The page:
Fewer civil partnerships than originally predicted

The take-up of civil partnerships is actually far lower than the Government originally predicted, contrary to widespread reports.

Earlier this week provisional figures from the Office for National Statistics (ONS) revealed that over 100,000 people entered into civil partnerships between December 2005 and the end of 2011.

Media reports variously claimed that five or ten times as many civil partnerships had been formed than initially expected.

Downgraded

The press failed to report that the then Labour Government significantly downgraded its initial projection. By dropping the baseline the new figures are made to look impressive.

They originally estimated in 2003 that as many as 124,000 people could be in civil partnerships by 2010 and 310,000 by 2015. But these estimates were slashed in 2004.

The first civil partnerships were formed in December 2005, and they offer same-sex couples the same rights as marriage.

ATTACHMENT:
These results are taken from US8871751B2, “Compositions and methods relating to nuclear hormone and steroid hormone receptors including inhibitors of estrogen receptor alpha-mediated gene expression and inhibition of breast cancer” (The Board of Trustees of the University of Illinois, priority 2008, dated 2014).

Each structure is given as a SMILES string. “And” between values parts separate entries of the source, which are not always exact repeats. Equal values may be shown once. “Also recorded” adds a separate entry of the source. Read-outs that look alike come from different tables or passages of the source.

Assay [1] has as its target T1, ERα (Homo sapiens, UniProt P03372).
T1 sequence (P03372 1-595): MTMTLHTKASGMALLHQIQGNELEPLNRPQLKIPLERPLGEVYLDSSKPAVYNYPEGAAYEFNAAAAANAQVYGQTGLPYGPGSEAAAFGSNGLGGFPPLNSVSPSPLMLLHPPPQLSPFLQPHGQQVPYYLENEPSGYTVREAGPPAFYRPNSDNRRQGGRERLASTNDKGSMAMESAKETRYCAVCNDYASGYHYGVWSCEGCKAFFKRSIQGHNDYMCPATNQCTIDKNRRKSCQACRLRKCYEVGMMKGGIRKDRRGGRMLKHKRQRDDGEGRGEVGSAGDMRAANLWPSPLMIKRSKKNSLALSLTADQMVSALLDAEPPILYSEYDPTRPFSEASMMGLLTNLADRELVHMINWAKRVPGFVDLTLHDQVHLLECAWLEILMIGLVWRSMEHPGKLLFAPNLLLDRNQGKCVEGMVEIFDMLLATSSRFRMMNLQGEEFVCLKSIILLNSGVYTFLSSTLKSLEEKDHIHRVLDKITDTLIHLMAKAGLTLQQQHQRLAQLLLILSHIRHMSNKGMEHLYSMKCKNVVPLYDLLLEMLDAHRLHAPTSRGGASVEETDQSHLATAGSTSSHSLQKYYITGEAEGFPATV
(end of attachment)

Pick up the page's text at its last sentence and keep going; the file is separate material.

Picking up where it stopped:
Dissolutions

The new figures from the ONS also showed that the number of civil partnership dissolutions soared by nearly 30 per cent in 2011.

According to the ONS there were 672 dissolutions in 2011, a 28.7 per cent rise on the previous year’s figure of 522.

The ONS revealed that 6,795 civil partnerships were formed last year, a six per cent rise, bringing the total number of partnerships formed between 2005 and the end of 2011 to 53,417.

Redefine

The figures are likely to intensify the debate about David Cameron’s controversial plans to redefine marriage.

The Prime Minister says he is “absolutely determined” to change the definition of marriage within the life of the current Parliament.

However, the plans have generated widespread opposition.Nearly 600,000 people, including a number of MPs, have signed a petition opposing any change. The petition is run by the Coalition for Marriage.

Oppose

In May Owen Paterson, the Northern Ireland Secretary, became the first Cabinet Minister to openly oppose the plans. Other ministers have expressed reservations.

The plans have also attracted criticism from the Church of England, the Roman Catholic Church, and the Muslim Council of Britain.

And last week an article published by gay journalist Andrew Pierce said the Prime Minister’s obsession with redefining marriage is killing the Tory Party.

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